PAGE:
For Historical Foundations of Education and Philosophical Foundations of Education courses. Structured around major movements in world history, the lives of leading educators, and the philosophies and ideologies that resulted from their ideas, this unique text provides a clear interdisciplinary exploration of the development of educational ideas. The author takes a global perspective on the history and philosophy of education, capturing the essence of educational evolution through the biographies of 23 theorists, philosophers, and educators. This biographical focus, combined with an introductory presentation of the inherent connections between education's major movements and its primary movers helps students better understand the social and historical conditions that have informed today's educational arena.
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Structured around the biographies of acclaimed educators, philosophers and world figures, this text combines both a historical overview of world education and a balanced treatment of leading educational philosophies. It emphasizes both the importance of contexts and situations in the development of educational ideas as well as those features of educational theories that transcend particular historical contexts. The Second Edition has been expanded--now profiling several more educational figures--and updated to reflect recent international developments.From the Inside Flap:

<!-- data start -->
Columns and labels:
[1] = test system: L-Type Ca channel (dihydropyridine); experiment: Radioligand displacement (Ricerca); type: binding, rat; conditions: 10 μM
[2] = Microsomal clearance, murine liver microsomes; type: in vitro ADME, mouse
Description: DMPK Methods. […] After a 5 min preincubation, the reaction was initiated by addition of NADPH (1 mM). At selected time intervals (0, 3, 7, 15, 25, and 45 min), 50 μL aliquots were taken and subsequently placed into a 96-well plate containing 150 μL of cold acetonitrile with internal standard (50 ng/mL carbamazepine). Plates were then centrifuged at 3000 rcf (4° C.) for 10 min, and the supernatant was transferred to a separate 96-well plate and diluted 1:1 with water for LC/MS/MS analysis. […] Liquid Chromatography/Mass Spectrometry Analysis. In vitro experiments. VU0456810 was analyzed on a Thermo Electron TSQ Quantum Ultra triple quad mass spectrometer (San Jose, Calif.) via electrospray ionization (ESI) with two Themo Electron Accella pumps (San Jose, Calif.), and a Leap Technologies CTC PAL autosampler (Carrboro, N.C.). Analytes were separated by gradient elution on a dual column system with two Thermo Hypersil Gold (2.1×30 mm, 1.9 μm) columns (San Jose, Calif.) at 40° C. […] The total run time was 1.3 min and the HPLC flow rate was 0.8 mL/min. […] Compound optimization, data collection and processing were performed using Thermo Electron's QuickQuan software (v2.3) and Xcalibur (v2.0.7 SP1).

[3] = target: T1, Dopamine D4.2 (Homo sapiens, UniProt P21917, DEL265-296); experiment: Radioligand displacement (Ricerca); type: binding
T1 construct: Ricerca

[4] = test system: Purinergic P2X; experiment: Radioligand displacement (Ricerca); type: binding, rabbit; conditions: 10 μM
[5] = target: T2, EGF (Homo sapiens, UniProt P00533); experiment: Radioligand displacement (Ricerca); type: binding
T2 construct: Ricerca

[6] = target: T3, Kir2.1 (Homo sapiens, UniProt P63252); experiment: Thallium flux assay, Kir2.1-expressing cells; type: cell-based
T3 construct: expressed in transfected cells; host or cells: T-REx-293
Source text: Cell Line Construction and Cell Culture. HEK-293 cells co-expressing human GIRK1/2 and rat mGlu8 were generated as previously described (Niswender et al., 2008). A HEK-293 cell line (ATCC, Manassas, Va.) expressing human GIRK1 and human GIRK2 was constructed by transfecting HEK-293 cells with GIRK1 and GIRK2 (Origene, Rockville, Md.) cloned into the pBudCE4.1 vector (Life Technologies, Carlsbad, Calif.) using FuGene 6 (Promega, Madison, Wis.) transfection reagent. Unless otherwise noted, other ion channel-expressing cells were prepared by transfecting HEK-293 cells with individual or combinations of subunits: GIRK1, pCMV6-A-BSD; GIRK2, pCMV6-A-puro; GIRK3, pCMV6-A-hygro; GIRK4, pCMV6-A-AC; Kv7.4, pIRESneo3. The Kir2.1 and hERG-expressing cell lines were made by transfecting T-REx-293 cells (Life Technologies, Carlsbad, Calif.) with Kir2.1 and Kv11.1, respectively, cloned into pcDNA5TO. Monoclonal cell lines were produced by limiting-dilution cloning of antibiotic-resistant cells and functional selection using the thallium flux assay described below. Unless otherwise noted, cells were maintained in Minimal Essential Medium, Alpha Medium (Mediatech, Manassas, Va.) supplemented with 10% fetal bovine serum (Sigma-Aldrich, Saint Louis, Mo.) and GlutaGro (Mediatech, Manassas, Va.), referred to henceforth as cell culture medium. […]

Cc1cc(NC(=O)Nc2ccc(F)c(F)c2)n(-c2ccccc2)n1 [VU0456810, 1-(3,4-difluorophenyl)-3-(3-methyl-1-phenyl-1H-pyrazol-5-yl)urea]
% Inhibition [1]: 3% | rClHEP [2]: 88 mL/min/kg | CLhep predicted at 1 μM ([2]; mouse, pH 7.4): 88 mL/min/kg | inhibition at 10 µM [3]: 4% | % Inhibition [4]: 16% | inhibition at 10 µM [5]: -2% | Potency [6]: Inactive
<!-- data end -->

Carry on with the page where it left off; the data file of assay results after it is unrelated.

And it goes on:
Historical and Philosophical Foundations of Education: A Biographical Introduction developed from my more than three decades of teaching the history and philosophy of education at Loyola University Chicago and as a visiting professor at Northern Michigan University, Otterbein College, and the University of Glasgow in Scotland. Over time, the identification of the biographies and development of the chapters were stimulated by discussions with my students. The book reflects my belief that educational biography is a valuable, powerful, but too-often neglected medium for preparing teachers, administrators, and other professionals in education. I hope the book's third edition will continue to focus more attention on the use of educational biography in professional education programs. Organization and Coverage
As the book's title indicates, I have organized its contents around three broad themes: major movements in world history, the biographies of leading educators, and the philosophies and ideologies that came from their ideas. As a historian, I have been intrigued by the interaction of individuals in their historical contexts and how they create meaning from their transaction with the cultural situation of living at a given time and place.